Director of Financial Aid explains why Pacific puts financial aid above everything else

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Pacific University’s mission has always been to invest in people and in terms of financial aid, that is something that reigns true. With 98 percent of students this year receiving financial aid, the university takes pride in being able to offer the opportunity of a private education to students who might not be able to afford it otherwise.

Pacific student’s receive on average nearly $32,000 in grants, scholarships and loans this year, which is higher than most sister schools including George Fox University and Lewis and Clark College. According to Director of Financial Aid, Leslie Limper, Pacific has a large number of students who
receive Pell Grants.

“Pell Grants are a federally based program, and you have to be a low income student to get a Pell Grant,” Limper said. “This tells us that we have a high percentage of low-income families at Pacific. Because of this we feel like we do a good job helping fund first generation students and other students who couldn’t afford a private education.”

Although Pacific’s financial aid gives many students the chance to attend a university at a reasonable price, Limper explains that there is also a downside to the discounted tuition.

“The disadvantages, of course, are that it costs money,” Limper said. “You have competing factions,
we have really good faculty that we would love to give raises every year and we want to keep the buildings nice so students will want to go here, but all of that costs money and financial aid has to compete with that just like everything else.”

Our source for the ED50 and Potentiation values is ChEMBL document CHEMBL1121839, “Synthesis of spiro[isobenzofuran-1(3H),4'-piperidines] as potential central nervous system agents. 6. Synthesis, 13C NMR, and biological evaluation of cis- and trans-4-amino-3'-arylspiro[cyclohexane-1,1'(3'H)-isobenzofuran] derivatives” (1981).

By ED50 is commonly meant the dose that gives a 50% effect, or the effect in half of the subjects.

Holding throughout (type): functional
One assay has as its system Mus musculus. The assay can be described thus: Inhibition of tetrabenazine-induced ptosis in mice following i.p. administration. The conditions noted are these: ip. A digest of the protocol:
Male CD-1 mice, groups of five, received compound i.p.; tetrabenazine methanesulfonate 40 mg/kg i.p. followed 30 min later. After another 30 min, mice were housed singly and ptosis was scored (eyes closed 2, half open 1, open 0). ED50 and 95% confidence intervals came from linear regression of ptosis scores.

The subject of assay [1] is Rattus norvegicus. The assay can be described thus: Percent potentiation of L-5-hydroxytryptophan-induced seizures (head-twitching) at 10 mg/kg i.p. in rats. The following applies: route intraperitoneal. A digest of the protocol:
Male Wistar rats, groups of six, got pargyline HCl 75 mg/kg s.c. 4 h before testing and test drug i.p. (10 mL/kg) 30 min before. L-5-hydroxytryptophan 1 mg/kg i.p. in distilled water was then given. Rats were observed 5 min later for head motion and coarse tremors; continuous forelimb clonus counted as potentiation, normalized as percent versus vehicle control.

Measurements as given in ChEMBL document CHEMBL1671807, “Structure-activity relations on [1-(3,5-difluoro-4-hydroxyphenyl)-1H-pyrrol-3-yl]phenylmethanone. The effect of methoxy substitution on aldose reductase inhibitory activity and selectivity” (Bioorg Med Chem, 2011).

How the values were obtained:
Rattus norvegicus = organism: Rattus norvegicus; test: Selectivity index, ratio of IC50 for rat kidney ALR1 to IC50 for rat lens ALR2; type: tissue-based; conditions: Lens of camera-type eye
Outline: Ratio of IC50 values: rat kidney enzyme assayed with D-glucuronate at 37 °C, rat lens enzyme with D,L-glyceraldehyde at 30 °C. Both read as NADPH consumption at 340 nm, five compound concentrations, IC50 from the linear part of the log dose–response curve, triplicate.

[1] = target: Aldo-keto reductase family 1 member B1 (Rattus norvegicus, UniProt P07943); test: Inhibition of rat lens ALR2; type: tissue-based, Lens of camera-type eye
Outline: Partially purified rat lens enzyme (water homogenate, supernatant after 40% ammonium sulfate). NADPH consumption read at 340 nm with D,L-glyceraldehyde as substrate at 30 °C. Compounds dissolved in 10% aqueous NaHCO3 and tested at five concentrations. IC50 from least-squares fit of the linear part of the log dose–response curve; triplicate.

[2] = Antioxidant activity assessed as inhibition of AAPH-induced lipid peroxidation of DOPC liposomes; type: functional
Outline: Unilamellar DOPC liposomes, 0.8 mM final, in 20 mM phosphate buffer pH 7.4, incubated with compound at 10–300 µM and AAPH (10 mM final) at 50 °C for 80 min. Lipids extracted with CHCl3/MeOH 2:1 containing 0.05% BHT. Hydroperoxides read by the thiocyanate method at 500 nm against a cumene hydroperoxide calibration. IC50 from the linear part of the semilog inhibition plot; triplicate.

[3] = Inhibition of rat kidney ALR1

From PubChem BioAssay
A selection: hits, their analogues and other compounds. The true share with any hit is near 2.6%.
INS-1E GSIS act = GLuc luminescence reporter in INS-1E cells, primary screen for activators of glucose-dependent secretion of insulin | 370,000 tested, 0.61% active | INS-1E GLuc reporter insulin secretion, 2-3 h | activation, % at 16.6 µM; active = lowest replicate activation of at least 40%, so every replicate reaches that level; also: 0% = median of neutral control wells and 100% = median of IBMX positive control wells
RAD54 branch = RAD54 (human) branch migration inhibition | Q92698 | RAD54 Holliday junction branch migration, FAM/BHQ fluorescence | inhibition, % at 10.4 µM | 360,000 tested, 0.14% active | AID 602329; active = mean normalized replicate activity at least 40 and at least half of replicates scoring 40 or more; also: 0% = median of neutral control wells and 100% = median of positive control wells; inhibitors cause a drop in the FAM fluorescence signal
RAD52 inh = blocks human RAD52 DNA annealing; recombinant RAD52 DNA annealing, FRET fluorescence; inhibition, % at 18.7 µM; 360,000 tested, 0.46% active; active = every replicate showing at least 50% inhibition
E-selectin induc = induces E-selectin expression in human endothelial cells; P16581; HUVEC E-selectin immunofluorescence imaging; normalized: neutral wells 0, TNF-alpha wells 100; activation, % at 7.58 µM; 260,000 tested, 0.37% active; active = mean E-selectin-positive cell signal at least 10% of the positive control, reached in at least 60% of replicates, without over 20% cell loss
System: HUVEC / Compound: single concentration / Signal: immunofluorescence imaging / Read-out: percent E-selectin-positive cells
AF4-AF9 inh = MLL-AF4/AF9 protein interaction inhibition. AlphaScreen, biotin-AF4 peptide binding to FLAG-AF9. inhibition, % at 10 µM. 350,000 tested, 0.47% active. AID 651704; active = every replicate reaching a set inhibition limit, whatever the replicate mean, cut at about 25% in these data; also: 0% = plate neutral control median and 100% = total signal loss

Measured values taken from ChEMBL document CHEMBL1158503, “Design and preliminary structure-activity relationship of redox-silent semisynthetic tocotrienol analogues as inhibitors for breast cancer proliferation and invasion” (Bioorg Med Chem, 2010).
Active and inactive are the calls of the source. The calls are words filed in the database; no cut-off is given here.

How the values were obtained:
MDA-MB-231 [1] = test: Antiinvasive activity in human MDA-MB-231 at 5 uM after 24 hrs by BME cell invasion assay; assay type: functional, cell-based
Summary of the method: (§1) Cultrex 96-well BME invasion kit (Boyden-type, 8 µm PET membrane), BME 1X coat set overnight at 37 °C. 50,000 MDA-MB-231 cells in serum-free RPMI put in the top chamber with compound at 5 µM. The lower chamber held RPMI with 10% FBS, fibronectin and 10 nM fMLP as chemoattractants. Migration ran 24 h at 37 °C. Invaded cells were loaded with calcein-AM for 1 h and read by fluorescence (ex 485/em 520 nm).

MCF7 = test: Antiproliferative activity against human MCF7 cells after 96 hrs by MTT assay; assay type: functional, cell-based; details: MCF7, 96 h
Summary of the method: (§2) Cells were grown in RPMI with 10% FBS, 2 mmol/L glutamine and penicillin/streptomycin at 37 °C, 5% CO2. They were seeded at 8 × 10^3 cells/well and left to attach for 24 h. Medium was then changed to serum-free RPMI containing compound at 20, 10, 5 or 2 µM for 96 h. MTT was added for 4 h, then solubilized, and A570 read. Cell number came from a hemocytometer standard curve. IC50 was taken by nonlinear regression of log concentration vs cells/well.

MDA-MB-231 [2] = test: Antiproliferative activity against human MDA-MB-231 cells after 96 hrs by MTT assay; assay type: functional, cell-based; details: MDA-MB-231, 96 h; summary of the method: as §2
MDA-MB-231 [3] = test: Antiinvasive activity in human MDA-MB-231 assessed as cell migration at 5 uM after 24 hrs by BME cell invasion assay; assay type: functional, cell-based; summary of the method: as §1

Limper explains that Pacific always wants to put financial aid first in terms of giving students
opportunities and access to education. At the beginning of each year the university goes through a four-month process of deciding how to balance the budget between financial aid and those other factions needed on campus.

“Sometimes there is a tension there, because if we gave less financial aid then maybe we could do something like build another building,” Limper said. “However, we’ve never really wanted to do that
because we want to support students.”

When deciding where the money will go each year, the faculty in various departments on campus figures out what they might want money for. Then, President Hallick and her cabinet evaluate all the proposals and decide what is realistic and what is not, in terms of the budget.

“We look very carefully at all in initiatives because like in all universities, money is really tight
right now,” Limper said.

Limper and the financial aid department always hope they will be able to accommodate students and give them the chance to receive a unique private education. With Pacific’s Lead On fundraising initiative, which will hopefully provide more scholarships in the coming years, they are hoping to continue giving students that opportunity in the future.

“I always hope financial aid rises,” Limper said. “I’m hoping that we can really communicate
with donors and people who have the money to communicate Pacific’s story and how much we change lives, so that we can increase the amount of scholarships that are available to students.”


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